This is anybody who is not a Sunni Muslim. So they are Christians. They are Yazidi minority. They are Shiites that I've met as well and other groups that are scared for their lives of these ISIS militants.

COOPER: It is an incredibly alarming situation. Ivan Watson, appreciate it. Jim Sciutto, Jim Acosta, Barbara Starr, we are going to check in with all of you throughout the hour.

A lot ahead. Right now, we have to take a quick break as we wait to hear one or the other from the White House about President Obama making comments. We'll dig deeper next into the enormous humanitarian crisis and the larger strategic and military implications if ISIS keeps rolling.


COOPER: Welcome back, breaking news, alarming news, U.S. relief flights heading for Iraq carrying life-saving supplies for tens of thousands of Iraqis, members of the Yazidi sect trapped on a mountain top without food or water on the baking hot summer sun of Northwestern Iraq.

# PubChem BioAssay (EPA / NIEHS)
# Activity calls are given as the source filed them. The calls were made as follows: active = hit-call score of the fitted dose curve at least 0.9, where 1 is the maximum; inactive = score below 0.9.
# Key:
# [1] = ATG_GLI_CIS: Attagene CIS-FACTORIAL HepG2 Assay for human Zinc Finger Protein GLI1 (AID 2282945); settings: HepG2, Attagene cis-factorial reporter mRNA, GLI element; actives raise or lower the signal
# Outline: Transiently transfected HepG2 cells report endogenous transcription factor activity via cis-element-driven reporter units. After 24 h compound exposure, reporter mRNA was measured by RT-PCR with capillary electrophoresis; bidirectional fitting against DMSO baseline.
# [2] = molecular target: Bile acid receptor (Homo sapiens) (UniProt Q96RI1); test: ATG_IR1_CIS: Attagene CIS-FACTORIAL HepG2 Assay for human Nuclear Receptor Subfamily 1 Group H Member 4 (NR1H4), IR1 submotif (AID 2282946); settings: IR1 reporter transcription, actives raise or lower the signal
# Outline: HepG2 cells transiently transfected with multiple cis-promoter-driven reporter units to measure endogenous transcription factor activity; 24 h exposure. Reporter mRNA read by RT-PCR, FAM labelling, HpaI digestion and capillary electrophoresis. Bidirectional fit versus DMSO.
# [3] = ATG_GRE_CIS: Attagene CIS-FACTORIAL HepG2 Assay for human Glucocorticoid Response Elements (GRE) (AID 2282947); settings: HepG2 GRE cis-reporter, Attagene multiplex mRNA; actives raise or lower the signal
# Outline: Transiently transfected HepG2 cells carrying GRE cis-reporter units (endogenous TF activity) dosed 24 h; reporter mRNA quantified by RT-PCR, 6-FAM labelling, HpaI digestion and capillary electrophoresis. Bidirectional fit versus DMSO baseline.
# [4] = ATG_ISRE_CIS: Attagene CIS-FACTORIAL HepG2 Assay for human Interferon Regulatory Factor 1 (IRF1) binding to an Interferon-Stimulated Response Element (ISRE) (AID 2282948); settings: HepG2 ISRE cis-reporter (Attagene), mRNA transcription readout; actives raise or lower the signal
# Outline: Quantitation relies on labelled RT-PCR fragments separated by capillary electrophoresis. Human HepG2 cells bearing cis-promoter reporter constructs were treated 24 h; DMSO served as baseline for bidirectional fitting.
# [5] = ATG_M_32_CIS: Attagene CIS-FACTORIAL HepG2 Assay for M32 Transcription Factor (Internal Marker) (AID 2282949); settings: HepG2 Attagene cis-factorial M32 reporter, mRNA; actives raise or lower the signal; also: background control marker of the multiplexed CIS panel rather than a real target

ISIS fighters down below and in control of big chunks of strategic territory in several major cities. It's a far cry from how President Obama described the situation three years ago.


BARACK OBAMA, PRESIDENT OF THE UNITED STATES OF AMERICA: Iraq is not a perfect place. It has many challenges ahead, but we're leaving behind a sovereign, stable and self-reliant Iraq.

COOPER: Safe to say, things have changed certainly with the military. Joining us now, Retired Air Force Lt. Col. Rick Francona, "New York Times" correspondent, Stephen Farrel and our national security analyst, Fran Townsend, a former White House Homeland Security adviser.

Colonel, what do you make of this? Obviously, it's a very fluid situation, but in terms of, there is the humanitarian drop component and then there is also the possible, the use of U.S. military fighters to bomb advancing ISIS forces.